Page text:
Hey everyone! How’s eceryone doing?

Let me share with you a very interesting article from the late Barth Suretsky. In the light of the recent terribel showing of the Philippines in the 2008 and Beijing Olympics as well as all the things that have been happening around this country, this article is a strong voice of reason from an insider-outsider, so to speak. Feel free to leave your comments.

God bless!

Barth Suretsky was an American ex-pat who, after several visits in the Philippines since 1982 and immersing himself in the history and culture of the archipelago, decided to live permanently in the country in 1998 as he fell in love with the country. He died in 2001 and left a lamenting article about his thoughts on the root cause of the problems in our country.

I love this country, but not uncritically, and that is the purpose of this article.

The basic problem seems to me, after many years of observation, to be a national inferiority complex, a disturbing lack of pride in being Filipino.

Maybe it will sound simplistic, but…it is my unshakable belief that the fundamental thing wrong with this country is a lack of pride in being Filipino. A friend once remarked to me, laconically: “All Filipinos want to be something else. The poor ones want to be American, and the rich ones all want to be Spaniards. Nobody wants to be Filipino.” That statement would appear to be a rather simplistic one, and perhaps it is. However, I know one Filipino who refuses to enter a theater until the national anthem has stopped being played because he doesn’t want to honor his own country, and I know another one who thinks that history stopped dead in 1898 when the Spaniards departed! While it is certainly true that these represent extreme examples of national denial, the truth is not a pretty picture.

Filipinos tend to worship, almost slavishly, everything foreign. If it comes from Italy or France it has to be better than anything made here. If the idea is American or German it has to be superior to anything that Filipinos can think up for themselves. Foreigners are looked up to and idolized. Foreigners can go anywhere without question. In my own personal experience I remember attending recently an affair at a major museum here. I had forgotten to bring my invitation. But while Filipinos entering the museum were checked for invitations, I was simply waived through. This sort of thing happens so often here that it just accepted routine.

All of these things, the illogical respect given to foreigners simply because they are not Filipinos, the distrust and even disrespect shown to any homegrown merchandise, the neglect of anything Philippine, the rudeness of taxi drivers, the ill-manners shown by many Filipinos are all symptomatic of a lack of self-love, of respect for and love of the country in which they were born, and worst of all, a static mind-set in regard to finding ways to improve the situation. Most Filipinos, when confronted with evidence of governmental corruption, political chicanery, or gross exploitation on the part of the business community, simply shrug their shoulders, mutter “bahala na,” and let it go at that.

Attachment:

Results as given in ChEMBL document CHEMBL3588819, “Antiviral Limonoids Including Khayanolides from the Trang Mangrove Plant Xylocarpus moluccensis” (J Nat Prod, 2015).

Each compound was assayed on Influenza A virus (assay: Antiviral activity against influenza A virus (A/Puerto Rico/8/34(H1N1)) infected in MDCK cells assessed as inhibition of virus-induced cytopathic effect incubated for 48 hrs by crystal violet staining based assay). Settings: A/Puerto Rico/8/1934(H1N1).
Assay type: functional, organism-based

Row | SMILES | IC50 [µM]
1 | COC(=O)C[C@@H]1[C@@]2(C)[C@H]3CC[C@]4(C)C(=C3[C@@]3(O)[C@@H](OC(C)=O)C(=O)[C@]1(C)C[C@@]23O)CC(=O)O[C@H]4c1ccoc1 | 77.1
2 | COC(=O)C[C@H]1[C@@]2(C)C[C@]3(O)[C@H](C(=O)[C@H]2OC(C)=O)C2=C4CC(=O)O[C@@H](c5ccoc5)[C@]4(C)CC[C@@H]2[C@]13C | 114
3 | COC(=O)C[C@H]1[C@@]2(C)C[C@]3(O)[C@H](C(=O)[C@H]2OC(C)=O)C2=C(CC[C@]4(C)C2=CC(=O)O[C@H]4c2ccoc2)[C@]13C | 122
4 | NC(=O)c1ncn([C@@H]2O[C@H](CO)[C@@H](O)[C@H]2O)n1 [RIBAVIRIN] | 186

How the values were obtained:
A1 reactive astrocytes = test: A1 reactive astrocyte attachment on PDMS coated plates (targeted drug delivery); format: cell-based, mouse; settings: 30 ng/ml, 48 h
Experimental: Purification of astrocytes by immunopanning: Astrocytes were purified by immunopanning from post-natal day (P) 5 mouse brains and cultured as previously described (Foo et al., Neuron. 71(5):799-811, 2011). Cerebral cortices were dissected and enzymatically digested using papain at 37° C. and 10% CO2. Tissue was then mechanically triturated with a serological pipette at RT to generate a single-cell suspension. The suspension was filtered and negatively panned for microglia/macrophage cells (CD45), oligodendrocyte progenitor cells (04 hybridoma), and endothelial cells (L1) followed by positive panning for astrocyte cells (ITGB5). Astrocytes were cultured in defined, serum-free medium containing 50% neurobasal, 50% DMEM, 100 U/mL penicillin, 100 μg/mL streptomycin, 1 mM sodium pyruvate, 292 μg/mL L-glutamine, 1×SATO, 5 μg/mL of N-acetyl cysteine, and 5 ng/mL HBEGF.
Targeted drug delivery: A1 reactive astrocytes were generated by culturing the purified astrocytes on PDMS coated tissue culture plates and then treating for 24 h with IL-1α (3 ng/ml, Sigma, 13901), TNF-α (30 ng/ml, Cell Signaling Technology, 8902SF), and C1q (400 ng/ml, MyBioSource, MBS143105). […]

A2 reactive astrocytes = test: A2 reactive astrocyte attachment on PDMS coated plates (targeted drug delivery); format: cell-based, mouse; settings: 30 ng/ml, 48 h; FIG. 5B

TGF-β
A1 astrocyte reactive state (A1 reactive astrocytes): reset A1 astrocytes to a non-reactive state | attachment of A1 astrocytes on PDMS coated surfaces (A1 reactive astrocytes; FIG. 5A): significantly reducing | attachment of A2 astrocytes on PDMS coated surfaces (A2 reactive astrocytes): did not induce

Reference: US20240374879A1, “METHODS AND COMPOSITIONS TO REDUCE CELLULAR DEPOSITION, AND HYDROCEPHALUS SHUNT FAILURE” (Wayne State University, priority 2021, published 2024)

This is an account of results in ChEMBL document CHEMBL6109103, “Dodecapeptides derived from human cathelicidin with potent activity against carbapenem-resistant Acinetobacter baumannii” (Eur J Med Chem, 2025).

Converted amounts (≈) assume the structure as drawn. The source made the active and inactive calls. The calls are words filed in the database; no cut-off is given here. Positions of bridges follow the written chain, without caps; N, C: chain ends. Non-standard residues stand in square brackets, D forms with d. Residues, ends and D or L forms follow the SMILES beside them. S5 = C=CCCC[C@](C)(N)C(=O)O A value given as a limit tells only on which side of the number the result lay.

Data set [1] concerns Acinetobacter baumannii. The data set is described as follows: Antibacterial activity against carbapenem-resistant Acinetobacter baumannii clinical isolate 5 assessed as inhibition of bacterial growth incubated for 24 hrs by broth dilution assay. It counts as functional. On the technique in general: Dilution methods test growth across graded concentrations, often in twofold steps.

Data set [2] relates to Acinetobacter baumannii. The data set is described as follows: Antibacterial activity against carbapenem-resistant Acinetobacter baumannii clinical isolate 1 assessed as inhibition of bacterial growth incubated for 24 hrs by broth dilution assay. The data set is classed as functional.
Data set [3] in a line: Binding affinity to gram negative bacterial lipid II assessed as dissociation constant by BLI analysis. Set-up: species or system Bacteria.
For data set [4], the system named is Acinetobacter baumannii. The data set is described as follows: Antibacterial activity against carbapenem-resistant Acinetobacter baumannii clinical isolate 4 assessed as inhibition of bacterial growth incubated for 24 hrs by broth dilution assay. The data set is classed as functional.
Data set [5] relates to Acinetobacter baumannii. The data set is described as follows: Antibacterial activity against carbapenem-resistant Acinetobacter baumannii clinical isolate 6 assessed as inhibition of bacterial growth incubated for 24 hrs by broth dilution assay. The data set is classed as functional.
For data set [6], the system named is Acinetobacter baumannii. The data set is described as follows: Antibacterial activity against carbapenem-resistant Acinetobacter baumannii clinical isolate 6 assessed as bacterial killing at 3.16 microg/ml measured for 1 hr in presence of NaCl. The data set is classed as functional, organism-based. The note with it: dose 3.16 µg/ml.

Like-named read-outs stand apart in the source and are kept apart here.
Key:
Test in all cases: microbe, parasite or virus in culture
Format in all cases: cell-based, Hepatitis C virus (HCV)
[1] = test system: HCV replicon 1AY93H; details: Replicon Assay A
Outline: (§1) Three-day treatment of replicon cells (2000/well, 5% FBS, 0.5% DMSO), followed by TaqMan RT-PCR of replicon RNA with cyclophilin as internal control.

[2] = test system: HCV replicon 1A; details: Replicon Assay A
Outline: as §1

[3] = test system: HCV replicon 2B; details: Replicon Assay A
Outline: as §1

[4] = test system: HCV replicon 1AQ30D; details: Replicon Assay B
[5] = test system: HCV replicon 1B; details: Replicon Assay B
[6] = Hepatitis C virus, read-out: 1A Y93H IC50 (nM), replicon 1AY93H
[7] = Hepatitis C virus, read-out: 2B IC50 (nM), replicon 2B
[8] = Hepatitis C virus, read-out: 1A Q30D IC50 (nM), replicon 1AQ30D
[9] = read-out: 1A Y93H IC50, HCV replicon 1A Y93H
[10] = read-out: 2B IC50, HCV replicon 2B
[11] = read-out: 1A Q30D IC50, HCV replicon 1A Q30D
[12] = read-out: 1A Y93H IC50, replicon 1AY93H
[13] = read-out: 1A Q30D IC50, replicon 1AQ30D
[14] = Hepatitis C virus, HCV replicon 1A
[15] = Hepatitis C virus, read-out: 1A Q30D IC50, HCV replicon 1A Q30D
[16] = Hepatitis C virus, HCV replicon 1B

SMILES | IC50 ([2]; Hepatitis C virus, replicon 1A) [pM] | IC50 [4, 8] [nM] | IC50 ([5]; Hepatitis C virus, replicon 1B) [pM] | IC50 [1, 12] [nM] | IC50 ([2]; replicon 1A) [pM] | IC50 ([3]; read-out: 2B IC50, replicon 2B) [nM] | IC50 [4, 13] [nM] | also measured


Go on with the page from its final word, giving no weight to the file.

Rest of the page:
It is an oversimplification to say this, but it is not without a grain of truth to say that Filipinos feel downtrodden because they allow themselves to feel downtrodden. No pride.

However, the most shocking aspect of this lack of national pride, even identity, endemic in the average Filipino, is the appalling ignorance of the history of the archipelago since unified by Spain and named Filipinas. The remarkable stories concerning the Galleon de Manila, the courageous repulsion of Dutch and British invaders from the 16th through the 18th centuries, even the origins of the independence movement of the late 19th century, are hardly known by the average Filipino in any meaningful way. And thanks to fifty years of American brainwashing, it is few and far between the number of Filipinos who really know – or even care – about the duplicity employed by the Americans and Spaniards to sell out and make meaningless the very independent state that Aguinaldo declared on June 12, 1898. A people without a sense of history is a people doomed to be unaware of their own identity. It is sad to say, but true, that the vast majority of Filipinos fall into this lamentable category. Without a sense of who you are how can you possibly take any pride in who you are?

These are not oversimplifications. On the contrary, these are the root problems of the Philippine inferiority complex referred to above. Until the Filipino takes pride in being Filipino these ills of the soul will never be cured. If what I have written here can help, even in the smallest way, to make the Filipino aware of just who he is, who he was, and who he can be, I will be one happy expat indeed!

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